See also: ome, omè, òme, and 'ome

EnglishEdit

 
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PronunciationEdit

Etymology 1Edit

Alteration of -oma, removing the case ending retained from its Ancient Greek [Term?] etymon -ωμα (-ōma). Partially cognate to -some (body), from σῶμα (sôma, body), in that both share the case ending -μα (-ma), but the ω is unrelated.

SuffixEdit

-ome

  1. A mass of something.
Derived termsEdit

Etymology 2Edit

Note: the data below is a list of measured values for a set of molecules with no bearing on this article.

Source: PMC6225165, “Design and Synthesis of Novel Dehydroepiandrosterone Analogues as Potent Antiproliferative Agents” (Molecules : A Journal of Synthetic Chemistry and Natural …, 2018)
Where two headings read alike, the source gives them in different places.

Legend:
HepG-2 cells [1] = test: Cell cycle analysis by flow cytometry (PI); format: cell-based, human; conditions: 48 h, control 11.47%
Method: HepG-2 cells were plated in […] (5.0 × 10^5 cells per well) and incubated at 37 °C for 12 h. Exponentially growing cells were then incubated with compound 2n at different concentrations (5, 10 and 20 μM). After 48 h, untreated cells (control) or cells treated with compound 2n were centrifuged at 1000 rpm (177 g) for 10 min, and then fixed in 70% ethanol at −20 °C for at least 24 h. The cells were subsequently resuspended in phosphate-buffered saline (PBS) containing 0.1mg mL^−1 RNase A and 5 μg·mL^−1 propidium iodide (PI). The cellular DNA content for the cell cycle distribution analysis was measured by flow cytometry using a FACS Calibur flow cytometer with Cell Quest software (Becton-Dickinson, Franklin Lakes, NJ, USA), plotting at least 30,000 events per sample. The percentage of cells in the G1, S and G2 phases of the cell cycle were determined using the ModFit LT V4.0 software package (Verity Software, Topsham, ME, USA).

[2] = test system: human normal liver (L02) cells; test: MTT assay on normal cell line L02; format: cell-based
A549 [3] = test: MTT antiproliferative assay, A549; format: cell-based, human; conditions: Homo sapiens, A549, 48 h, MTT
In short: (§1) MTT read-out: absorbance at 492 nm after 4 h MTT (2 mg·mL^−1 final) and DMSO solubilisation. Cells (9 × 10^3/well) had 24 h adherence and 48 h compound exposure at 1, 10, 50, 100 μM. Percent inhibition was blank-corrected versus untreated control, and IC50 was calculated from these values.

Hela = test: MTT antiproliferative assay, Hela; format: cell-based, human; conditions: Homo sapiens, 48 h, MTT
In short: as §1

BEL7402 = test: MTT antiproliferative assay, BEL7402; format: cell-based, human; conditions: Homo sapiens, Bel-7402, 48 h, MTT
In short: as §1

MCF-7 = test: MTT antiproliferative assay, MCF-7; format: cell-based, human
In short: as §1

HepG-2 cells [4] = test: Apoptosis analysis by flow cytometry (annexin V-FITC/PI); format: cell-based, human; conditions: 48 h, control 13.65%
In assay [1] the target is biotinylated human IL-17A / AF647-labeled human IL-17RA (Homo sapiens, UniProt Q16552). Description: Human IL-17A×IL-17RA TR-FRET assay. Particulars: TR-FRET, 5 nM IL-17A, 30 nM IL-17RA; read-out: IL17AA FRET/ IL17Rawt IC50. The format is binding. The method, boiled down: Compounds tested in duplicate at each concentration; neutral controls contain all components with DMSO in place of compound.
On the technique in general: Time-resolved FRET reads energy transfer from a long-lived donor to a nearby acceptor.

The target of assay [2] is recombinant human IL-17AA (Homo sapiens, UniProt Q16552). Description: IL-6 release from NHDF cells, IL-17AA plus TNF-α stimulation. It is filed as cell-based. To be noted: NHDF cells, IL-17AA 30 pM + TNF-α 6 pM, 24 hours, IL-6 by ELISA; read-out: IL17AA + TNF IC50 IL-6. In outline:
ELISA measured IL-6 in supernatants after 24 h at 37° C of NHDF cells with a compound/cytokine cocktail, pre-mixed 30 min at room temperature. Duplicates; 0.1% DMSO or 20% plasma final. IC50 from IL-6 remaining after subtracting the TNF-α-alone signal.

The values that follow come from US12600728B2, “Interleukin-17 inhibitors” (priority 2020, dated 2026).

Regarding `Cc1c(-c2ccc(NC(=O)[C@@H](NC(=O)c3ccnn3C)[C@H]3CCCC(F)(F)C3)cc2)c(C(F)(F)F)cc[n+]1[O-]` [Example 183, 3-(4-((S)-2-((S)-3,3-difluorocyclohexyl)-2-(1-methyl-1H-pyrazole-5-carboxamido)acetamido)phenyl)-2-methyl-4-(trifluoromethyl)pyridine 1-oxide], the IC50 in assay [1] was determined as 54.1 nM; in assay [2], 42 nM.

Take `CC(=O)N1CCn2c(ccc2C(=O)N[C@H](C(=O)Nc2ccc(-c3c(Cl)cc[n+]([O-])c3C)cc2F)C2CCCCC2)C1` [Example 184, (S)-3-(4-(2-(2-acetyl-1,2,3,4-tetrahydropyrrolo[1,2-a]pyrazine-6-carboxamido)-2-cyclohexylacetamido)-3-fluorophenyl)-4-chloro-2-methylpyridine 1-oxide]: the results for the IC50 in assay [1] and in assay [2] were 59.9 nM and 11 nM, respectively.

Back-formation from mitome, reinforced by chromosome. Early examples include biome (1916) and genome, from German Genom (1920).[1] Some association with genetics due to occurrence in chromosome and genome.

SuffixEdit

-ome

  1. (biology) The complete whole of a class of substances for a species or an individual.
Derived termsEdit
Related termsEdit

See alsoEdit

ReferencesEdit

  1. ^ John A. Simpson and Edward S. C. Weiner, editors (1989) , “-ome”, in The Oxford English Dictionary, 2nd edition, Oxford: Clarendon Press, →ISBN.

AnagramsEdit


FrenchEdit

EtymologyEdit

From Ancient Greek -ωμα (-ōma).

PronunciationEdit

SuffixEdit

-ome

  1. -oma

Derived termsEdit